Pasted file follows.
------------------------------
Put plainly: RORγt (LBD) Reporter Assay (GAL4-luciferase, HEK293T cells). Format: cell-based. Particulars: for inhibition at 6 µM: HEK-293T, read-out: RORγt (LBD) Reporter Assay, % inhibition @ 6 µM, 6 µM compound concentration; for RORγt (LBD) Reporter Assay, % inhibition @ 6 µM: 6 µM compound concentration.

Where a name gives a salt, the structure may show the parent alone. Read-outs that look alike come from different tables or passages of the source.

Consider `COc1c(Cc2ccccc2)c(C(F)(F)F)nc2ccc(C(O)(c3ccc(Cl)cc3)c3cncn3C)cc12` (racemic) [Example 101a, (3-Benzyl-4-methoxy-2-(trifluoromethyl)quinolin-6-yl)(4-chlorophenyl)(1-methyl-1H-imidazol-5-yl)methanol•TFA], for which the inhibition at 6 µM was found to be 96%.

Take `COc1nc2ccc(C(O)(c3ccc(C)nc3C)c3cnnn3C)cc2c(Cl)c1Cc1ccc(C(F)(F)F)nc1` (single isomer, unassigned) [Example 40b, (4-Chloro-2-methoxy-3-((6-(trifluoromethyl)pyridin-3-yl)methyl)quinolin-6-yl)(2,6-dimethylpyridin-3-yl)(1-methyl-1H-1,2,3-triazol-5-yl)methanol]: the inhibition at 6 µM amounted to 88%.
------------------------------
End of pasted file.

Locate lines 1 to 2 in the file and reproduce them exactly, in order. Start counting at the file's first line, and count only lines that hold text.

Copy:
Put plainly: RORγt (LBD) Reporter Assay (GAL4-luciferase, HEK293T cells). Format: cell-based. Particulars: for inhibition at 6 µM: HEK-293T, read-out: RORγt (LBD) Reporter Assay, % inhibition @ 6 µM, 6 µM compound concentration; for RORγt (LBD) Reporter Assay, % inhibition @ 6 µM: 6 µM compound concentration.

Where a name gives a salt, the structure may show the parent alone. Read-outs that look alike come from different tables or passages of the source.